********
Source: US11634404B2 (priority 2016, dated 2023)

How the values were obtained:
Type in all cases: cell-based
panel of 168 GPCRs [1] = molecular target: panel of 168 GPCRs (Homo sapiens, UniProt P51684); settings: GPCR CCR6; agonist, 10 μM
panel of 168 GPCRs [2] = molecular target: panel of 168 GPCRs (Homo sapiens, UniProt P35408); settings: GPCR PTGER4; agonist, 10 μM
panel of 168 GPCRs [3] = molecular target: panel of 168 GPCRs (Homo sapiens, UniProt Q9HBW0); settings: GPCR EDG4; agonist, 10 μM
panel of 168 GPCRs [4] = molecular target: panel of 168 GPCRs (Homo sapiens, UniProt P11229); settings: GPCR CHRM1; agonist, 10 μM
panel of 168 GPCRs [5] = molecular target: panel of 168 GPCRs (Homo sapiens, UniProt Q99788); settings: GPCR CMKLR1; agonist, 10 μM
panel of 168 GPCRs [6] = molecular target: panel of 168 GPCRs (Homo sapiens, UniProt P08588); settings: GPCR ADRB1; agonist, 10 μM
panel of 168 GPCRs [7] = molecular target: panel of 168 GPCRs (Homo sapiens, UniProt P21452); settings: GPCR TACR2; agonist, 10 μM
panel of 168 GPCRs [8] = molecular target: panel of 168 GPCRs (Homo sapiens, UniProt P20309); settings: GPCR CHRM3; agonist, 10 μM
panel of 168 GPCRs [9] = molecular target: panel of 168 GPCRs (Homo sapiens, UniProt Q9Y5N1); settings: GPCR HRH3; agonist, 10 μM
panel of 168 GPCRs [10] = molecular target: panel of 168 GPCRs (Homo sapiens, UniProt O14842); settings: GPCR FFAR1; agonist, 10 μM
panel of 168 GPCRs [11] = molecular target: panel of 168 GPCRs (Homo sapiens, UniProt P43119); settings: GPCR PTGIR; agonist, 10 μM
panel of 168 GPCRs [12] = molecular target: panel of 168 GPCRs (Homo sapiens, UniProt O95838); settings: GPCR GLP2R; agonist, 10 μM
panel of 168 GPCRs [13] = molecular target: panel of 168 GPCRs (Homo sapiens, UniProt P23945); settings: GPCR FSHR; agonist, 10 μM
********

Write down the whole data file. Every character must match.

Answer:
Source: US11634404B2 (priority 2016, dated 2023)

How the values were obtained:
Type in all cases: cell-based
panel of 168 GPCRs [1] = molecular target: panel of 168 GPCRs (Homo sapiens, UniProt P51684); settings: GPCR CCR6; agonist, 10 μM
panel of 168 GPCRs [2] = molecular target: panel of 168 GPCRs (Homo sapiens, UniProt P35408); settings: GPCR PTGER4; agonist, 10 μM
panel of 168 GPCRs [3] = molecular target: panel of 168 GPCRs (Homo sapiens, UniProt Q9HBW0); settings: GPCR EDG4; agonist, 10 μM
panel of 168 GPCRs [4] = molecular target: panel of 168 GPCRs (Homo sapiens, UniProt P11229); settings: GPCR CHRM1; agonist, 10 μM
panel of 168 GPCRs [5] = molecular target: panel of 168 GPCRs (Homo sapiens, UniProt Q99788); settings: GPCR CMKLR1; agonist, 10 μM
panel of 168 GPCRs [6] = molecular target: panel of 168 GPCRs (Homo sapiens, UniProt P08588); settings: GPCR ADRB1; agonist, 10 μM
panel of 168 GPCRs [7] = molecular target: panel of 168 GPCRs (Homo sapiens, UniProt P21452); settings: GPCR TACR2; agonist, 10 μM
panel of 168 GPCRs [8] = molecular target: panel of 168 GPCRs (Homo sapiens, UniProt P20309); settings: GPCR CHRM3; agonist, 10 μM
panel of 168 GPCRs [9] = molecular target: panel of 168 GPCRs (Homo sapiens, UniProt Q9Y5N1); settings: GPCR HRH3; agonist, 10 μM
panel of 168 GPCRs [10] = molecular target: panel of 168 GPCRs (Homo sapiens, UniProt O14842); settings: GPCR FFAR1; agonist, 10 μM
panel of 168 GPCRs [11] = molecular target: panel of 168 GPCRs (Homo sapiens, UniProt P43119); settings: GPCR PTGIR; agonist, 10 μM
panel of 168 GPCRs [12] = molecular target: panel of 168 GPCRs (Homo sapiens, UniProt O95838); settings: GPCR GLP2R; agonist, 10 μM
panel of 168 GPCRs [13] = molecular target: panel of 168 GPCRs (Homo sapiens, UniProt P23945); settings: GPCR FSHR; agonist, 10 μM